Not a Very Nice Story

The fight to dismantle the hydrogen economy carries on…

Of course, I hope that’s all fiction. As The Day After Tomorrow was with how fast temperatures will shift when thermohaline circulation stops, I hope my time frame for hydrogen loss is off by orders of magnitude. But as an allegory, this feels like it hits way too close to home. We’re at the same moment with fossil fuels: we might not act at all. We might pretend to act or act half-assedly (as we are now with the weak-kneed COP-driven climate agreements even as disasters rage around us). Or worse, people will build expensive (economically and ecologically speaking) carbon sequestration facilities, making a buck in the process but doing nothing to solve the problem. Or worse yet, we might start surrounding Gaia with space mirrors or a sulfur blanket. Or even worse, civil society might start taking sustainability seriously enough that the corporate-politico-industrial-complex reacts more aggressively, silencing it leaders with jail or violence as is common with political opponents in many countries today.

Frankly, right now, we’re still in the collective delusion stage, looking to stop methane leaks instead of rallying to rapidly rein in our growth. And we may never get beyond that (that is to say by choice rather than being driven to that end by the unravelling of the global economy triggered by a converging set of ecological, financial, and political meltdowns). But perhaps, if that collapse prevents the desertification of the Earth as we never develop a global hydrogen economy, maybe that’s a better end to the story after all.


Normally I add links as I go, but in this case I’ll offer some reading recommendations. Most importantly, this article by Stephan Harding and Lynn Margulis on the role of life in keeping water on the planet.5 Or even just this Wikipedia article on atmospheric escape (of hydrogen). It’s not something I ever really considered until reading Harding and Margulis’ article. We worry so much about the carbon cycle and the effects of its disruption on life and vice versa that we have looked less at other central cycles like the water cycle. And we worry so much about turning the Earth into a hothouse that we don’t think about the fact that we lose 259 tons of hydrogen every day to space. To be fair, that, unlike climate change, is a natural process, and so shouldn’t be our primary worry. But if we actually create yet another technology to develop our best industrial selves—as the celebrants of the hydrogen economy promise—what could be the unforeseen consequences of that? I have no idea, but it’d be nice to go in with our eyes open this time and maybe even choose not to overdevelop this technology if the threat—to humanity and to life—promises to be greater than the benefit.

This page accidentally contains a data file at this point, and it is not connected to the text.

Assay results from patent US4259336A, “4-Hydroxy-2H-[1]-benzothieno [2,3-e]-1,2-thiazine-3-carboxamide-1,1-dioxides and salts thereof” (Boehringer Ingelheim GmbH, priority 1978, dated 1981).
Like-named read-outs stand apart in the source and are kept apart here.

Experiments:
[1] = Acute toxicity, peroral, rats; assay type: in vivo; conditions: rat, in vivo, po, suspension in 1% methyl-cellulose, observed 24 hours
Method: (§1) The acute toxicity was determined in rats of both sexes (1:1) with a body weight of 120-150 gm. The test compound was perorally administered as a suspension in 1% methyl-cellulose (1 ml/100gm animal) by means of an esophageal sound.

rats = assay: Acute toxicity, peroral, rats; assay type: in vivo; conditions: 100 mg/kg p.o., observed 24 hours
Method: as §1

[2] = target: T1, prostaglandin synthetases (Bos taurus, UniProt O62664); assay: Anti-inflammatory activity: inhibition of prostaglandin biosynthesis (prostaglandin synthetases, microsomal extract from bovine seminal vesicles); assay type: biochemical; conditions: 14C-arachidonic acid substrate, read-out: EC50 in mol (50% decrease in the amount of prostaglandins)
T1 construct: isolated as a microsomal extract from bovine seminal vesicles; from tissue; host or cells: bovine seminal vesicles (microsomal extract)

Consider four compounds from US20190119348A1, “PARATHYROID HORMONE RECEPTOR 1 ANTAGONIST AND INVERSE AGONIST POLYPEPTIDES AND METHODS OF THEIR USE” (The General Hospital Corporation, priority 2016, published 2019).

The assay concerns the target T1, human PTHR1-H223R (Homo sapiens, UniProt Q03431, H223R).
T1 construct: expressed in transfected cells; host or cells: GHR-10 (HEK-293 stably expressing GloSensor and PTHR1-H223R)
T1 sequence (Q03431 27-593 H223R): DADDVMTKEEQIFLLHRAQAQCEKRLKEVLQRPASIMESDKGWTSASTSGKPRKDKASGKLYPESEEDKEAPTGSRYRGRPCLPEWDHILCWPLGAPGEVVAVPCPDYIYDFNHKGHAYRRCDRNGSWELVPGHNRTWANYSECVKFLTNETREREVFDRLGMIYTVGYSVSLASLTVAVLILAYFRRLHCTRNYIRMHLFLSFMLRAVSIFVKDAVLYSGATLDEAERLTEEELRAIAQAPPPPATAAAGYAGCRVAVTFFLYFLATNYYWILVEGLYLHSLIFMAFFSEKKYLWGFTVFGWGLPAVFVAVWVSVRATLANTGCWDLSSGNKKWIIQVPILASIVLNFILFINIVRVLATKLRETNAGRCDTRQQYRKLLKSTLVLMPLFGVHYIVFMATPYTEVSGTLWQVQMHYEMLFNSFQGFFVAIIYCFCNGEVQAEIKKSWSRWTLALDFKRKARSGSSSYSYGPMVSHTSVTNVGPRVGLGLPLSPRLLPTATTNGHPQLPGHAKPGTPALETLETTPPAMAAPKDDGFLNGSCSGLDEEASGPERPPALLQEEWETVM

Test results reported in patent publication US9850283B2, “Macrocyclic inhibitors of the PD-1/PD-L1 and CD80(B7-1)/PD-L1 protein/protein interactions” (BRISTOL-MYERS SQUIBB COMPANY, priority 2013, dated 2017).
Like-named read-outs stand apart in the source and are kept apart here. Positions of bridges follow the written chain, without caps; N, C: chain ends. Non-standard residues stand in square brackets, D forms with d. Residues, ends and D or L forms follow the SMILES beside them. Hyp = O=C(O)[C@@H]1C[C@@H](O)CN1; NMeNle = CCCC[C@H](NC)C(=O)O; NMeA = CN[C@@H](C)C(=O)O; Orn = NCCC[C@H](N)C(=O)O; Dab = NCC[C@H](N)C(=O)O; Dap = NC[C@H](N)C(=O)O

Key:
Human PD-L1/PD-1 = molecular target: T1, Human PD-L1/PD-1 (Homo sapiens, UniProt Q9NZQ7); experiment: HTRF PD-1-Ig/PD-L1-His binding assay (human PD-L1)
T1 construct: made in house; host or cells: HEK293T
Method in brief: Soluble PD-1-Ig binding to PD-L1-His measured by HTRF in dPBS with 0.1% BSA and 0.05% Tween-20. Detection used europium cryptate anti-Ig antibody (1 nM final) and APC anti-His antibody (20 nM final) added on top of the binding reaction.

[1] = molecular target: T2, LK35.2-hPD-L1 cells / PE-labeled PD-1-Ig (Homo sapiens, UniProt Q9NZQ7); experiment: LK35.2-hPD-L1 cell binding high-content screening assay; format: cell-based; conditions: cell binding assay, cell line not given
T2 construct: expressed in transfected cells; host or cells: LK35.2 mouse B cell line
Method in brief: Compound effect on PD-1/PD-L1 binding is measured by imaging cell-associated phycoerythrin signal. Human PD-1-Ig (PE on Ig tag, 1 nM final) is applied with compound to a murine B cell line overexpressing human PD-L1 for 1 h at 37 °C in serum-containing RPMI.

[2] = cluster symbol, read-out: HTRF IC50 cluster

1) Here’s a quote from The New York Times, “[researchers] found that the greenhouse gas footprint of blue hydrogen [hydrogen made from natural gas] was more than 20 percent greater than burning natural gas or coal for heat.”

2) Of course, leaders celebrated some of these as human triumphs: with the Arctic ice-free most of the year now, shipping has become a breeze, enabling distribution of the latest fads faster than ever.

3) Arrhenius actually predicted that if we double atmospheric concentration of carbon dioxide global average temperatures will increase 4 degrees Celsius. Pretty spot on for 1896. So we can’t say no one warned us!

4) Star Wars and even Star Trek have been long forgotten in the genre of space opera, but somehow Dune has lived on.

5) We actually read this article for one of our Gaian book discussions. I invite you to join us sometime to discuss more eye-opening works!

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3 Responses

  1. wornsmooth

    Good article. It seems you try to make people understand by using narrative stories. It worked pretty well for 10s of thousands of years, so probably still does.
    I tend to be pessimistic regarding Humanity managing to maintain a natural death rate and still keep the comforts and conveniences of our industrial civilization. Hence I agree with the story of Hydrogen. We simply are so far into significant overshoot that it is an impossibility to avoid Gaia’s ‘market correction’. The best we can do is try to soften thermodynamic inevitability with conservation, cleaner energy, more labor intensive (vs chemical intensive) agronomy, etc. But there simply are too many of us to avoid the deeper pain that eventually some generation(s) will pay.
    I try not to be so negative, but I truly no longer see any easy off ramps for us.

  2. Erik Assadourian

    Thanks for your comment. I grapple with whether ‘not seeing any easy off ramps’ is really negative. By knowing this to be the case (knowing by data rather than by a gut sense) and recognizing its reality, is that negative or simply just accepting of this?

    It doesn’t mean you can’t try to change course, and soften the collapse, and increase odds of some surviving (and even thriving perhaps). I don’t think we need to beat ourselves up feeling like we’re being negative because we’re recognizing that we’re in a state of collapse. I always think of Joanna Macy’s words about being with a friend suffering a terminal disease: that isn’t a place to be all chipper and say things will be fine. But rather just to be present. Our unfailing sense of optimism may be a maladaptive quality at this point. Rather, we should be going forward eyes open into the challenging decades ahead. That may be far more healthy (mentally today) and increase the odds of a better outcome in the future.